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Thanks for your interest in providing a PAWS dog with a safe and loving home.
Here’s how our adoption process works.
Check out our list of currently available dogs. The list is updated regularly, so if you don’t find the perfect match today, check back soon!
When you find a dog you like, submit an Adoption Form on our website - www.pawsnewengland.com
Your form gets routed to one of our adoption coordinators, who will contact you to discuss your decision to adopt.
(We are staffed entirely by volunteers, and sometimes it can take us a few days to contact you. Sorry in advance!)
Unfortunately, you may not be the only one interested in adopting a particular dog. If you don’t get your first choice, don’t worry! PAWS has plenty of great dogs in need of loving homes.
After you’ve been accepted, your dog’s foster parent will coordinate with you to get your new pack member home.
Sometimes our dogs are still being fostered with one of our volunteers in South. We partner with a few wonderful pet transportation services. Click here to learn more.
PAWS requires a mandatory donation for all of our adoptions.
This helps offset the cost of rescue and rehabilitation, and allows us to save more lives.
In 2005, the three co-founders of Paws New England began their journey together…
It all started when Traci Wood went to the Tipton County Animal Shelter looking for a friend’s lost dog. She left the shelter a changed person with a new mission: to draw attention to the many dogs that were housed at the shelter and would never leave.
Because of over-crowding, 85-percent of the dogs at the shelter were euthanized. Owner-surrender dogs were sometimes euthanized the day they entered the shelter.
Under the name Tipton’s Treasure, Traci would take a one dog a time, bring him or her to a vet, and advertise in New England for adopters.
From Tipton Treasures to PAWS New England
In the summer of 2005, Dr. Kelly Parker noticed Traci’s adoption listings from her home in Massachussetts, and wanted to help. Totally unaware of the over-population and euthanization challenges that animals in our southern states face, she jumped right in working with Traci to help more dogs get out of the Tipton shelter. She fostered dogs herself, assisted with transports, and more.
Later that year, their paths crossed with Joanne Hutchinson, also from Massachussetts. Joanne was at a transport while working with another rescue. One of Traci’s dogs, Daisy, had been abandoned by the person who was supposed to pick her up and was going to have to return to Tennessee. Joanne took Daisy home and she was the first “official” dog adopted out by Tipton Treasures. In 2008, the name was officially changed from Tipton Treasures to PAWS New England when our non-profit status was approved. Away we went! Traci has since left the group to pursue a normal life. The rest is history—a history that has taught us that three women can start something that will make a difference by just taking those first steps.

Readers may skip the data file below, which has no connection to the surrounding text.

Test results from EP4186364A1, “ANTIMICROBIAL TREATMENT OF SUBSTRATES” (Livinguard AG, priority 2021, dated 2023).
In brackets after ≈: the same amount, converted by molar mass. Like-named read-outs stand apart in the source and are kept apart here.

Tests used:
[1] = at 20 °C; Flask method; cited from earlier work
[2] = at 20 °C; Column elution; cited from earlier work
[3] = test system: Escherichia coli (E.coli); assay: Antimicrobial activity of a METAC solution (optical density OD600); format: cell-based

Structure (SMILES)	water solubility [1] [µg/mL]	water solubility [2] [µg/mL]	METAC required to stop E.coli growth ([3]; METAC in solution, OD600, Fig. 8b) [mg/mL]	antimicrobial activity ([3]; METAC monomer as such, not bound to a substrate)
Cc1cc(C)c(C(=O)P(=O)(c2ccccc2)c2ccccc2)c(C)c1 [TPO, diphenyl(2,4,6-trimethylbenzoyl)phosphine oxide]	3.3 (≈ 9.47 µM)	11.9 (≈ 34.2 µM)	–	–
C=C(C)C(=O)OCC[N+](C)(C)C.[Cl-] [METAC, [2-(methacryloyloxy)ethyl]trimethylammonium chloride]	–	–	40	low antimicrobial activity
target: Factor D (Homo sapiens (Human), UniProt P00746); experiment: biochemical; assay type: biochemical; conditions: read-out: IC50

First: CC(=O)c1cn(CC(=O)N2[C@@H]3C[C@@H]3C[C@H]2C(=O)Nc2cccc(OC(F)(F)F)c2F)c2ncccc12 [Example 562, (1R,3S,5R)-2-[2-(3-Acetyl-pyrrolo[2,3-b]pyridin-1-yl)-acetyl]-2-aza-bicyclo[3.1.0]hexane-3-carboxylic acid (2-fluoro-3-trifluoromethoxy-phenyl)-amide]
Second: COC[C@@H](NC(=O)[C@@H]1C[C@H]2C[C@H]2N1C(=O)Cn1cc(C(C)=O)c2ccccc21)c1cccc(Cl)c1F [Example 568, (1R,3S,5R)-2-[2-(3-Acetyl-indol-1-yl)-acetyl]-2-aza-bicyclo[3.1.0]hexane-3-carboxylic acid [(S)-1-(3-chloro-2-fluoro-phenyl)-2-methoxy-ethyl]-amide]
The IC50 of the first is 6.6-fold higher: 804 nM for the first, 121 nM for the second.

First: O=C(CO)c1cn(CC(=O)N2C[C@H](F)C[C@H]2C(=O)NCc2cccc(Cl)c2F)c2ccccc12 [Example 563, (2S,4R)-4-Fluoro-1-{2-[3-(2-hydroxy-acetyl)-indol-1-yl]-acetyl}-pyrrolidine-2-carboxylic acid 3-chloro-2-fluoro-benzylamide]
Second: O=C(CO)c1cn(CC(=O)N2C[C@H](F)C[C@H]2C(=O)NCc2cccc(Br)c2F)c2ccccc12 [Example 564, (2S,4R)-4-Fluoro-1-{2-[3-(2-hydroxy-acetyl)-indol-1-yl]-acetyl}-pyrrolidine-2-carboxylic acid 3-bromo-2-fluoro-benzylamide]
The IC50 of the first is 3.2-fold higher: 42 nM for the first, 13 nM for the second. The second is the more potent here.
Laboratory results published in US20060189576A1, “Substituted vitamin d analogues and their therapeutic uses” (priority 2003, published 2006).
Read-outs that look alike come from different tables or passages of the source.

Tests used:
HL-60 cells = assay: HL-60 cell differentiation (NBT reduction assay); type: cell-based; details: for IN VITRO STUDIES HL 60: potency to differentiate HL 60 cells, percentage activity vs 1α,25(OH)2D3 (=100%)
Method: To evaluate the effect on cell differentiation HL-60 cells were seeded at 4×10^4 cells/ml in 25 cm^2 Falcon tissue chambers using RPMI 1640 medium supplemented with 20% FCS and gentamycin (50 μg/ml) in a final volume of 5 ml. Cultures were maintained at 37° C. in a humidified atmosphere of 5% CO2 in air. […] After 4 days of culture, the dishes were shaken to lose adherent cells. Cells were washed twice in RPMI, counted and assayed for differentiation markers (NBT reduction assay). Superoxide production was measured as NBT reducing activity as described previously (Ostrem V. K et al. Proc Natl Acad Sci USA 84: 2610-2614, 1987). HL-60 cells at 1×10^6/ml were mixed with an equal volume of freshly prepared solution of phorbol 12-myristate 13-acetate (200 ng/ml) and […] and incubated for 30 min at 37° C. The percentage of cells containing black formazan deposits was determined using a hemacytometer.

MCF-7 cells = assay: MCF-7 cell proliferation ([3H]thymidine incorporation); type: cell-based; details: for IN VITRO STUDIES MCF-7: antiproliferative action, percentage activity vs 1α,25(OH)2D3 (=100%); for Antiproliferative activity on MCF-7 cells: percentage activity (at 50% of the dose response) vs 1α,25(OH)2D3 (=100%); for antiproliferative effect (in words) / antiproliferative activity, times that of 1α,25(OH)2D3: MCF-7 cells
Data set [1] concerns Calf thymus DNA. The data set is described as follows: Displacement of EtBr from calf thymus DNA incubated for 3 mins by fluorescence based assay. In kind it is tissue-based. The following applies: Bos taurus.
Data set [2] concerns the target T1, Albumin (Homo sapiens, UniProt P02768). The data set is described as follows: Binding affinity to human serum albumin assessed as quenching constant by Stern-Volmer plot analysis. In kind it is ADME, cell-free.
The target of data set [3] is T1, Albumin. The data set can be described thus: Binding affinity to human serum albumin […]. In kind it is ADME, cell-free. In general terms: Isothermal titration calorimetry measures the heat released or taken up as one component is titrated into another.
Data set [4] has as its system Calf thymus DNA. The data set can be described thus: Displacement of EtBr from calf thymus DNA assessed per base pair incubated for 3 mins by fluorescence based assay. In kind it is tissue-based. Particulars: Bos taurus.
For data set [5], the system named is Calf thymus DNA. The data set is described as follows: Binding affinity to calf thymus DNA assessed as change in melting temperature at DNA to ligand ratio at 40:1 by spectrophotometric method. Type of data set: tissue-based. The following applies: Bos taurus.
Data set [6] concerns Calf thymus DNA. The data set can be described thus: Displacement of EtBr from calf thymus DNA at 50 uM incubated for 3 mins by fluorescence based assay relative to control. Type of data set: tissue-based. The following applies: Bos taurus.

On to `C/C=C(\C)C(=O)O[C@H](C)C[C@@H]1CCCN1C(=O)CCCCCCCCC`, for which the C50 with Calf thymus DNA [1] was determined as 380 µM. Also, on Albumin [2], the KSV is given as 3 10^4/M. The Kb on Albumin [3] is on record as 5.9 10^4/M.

As of 2016, PAWS New England has over 100 volunteers, all unpaid, donating their time for one reason only: the love of the dogs in our program and those dogs we have yet to meet. We’ve grown in so many ways. We now have many veterinary partners that work with our dogs and share our passion. They offer us veterinary care at reduced costs, as much as they can. The number of transportation companies we can utilize has grown immensely as well which allows us to bring up more dogs than ever before.
Our foster network—essential to our life-saving work—continues to grow. The importance of foster families cannot be understated. They are vital lifelines for the dogs that come through our program. Most importantly, after Initially working solely with the Tipton County Animal Shelter, we have in the last few years begun working with several groups in Tennessee, Arkansas, Texas, Missouri and Louisiana. When we can, we assist with the local surrender of dogs when no other options are presented to an owner or their family, but this is not the Mission of Paws New England.
Our Mission remains to rescue dogs who would otherwise be euthanized in our southern states. We greatly value the relationships we have with our southern sister rescues and shelters that, together with PAWS and many other rescue groups in New England, are making a difference. The movement of our southern partners to help the dogs in their area has grown exponentially over the last ten years as well.
More and more of the people in those regions are working extremely hard in their own communities to start spay and neuter programs which can drastically reduce the influx of dogs/cats into the shelters to begin with and are reaching out to adoption partners to get their shelter dogs moved, not euthanized.
This growth is undoubtedly going to continue until hopefully, one day, the statistics show we are all winning the fight.?
Euthanasia, often of healthy unwanted dogs, is the still number one cause of death in dogs under the age of two years.?Until that statement is no longer true, PAWS New England will continue on the mission we first started with – getting loving, deserving adoptable dogs into the homes of loving, deserving families who want them.
As a foster based program all of our adoptable dogs are located in foster homes throughout New England after arriving from our southern partners. We encourage all potential adopters to complete the adoption application. This does not obligate you to adopting, but just lets us know you're interested. Once an adoption application is received a PAWS foster family will reach out to discuss and setup a meet & greet, when possible.